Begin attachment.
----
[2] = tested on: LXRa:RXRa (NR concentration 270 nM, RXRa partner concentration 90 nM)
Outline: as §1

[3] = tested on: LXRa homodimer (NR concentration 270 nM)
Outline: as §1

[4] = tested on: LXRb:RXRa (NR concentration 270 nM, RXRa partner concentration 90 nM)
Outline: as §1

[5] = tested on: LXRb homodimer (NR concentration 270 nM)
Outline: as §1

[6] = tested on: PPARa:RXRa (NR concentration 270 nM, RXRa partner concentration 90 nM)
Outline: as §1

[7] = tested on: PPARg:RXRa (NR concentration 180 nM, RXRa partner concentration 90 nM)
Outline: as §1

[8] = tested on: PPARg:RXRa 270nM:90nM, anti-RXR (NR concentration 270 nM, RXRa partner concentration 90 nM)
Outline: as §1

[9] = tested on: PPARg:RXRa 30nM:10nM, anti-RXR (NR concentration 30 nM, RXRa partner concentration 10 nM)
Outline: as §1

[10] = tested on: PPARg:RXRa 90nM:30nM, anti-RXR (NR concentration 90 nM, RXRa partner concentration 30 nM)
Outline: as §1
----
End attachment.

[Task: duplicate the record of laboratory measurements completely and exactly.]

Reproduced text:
[2] = tested on: LXRa:RXRa (NR concentration 270 nM, RXRa partner concentration 90 nM)
Outline: as §1

[3] = tested on: LXRa homodimer (NR concentration 270 nM)
Outline: as §1

[4] = tested on: LXRb:RXRa (NR concentration 270 nM, RXRa partner concentration 90 nM)
Outline: as §1

[5] = tested on: LXRb homodimer (NR concentration 270 nM)
Outline: as §1

[6] = tested on: PPARa:RXRa (NR concentration 270 nM, RXRa partner concentration 90 nM)
Outline: as §1

[7] = tested on: PPARg:RXRa (NR concentration 180 nM, RXRa partner concentration 90 nM)
Outline: as §1

[8] = tested on: PPARg:RXRa 270nM:90nM, anti-RXR (NR concentration 270 nM, RXRa partner concentration 90 nM)
Outline: as §1

[9] = tested on: PPARg:RXRa 30nM:10nM, anti-RXR (NR concentration 30 nM, RXRa partner concentration 10 nM)
Outline: as §1

[10] = tested on: PPARg:RXRa 90nM:30nM, anti-RXR (NR concentration 90 nM, RXRa partner concentration 30 nM)
Outline: as §1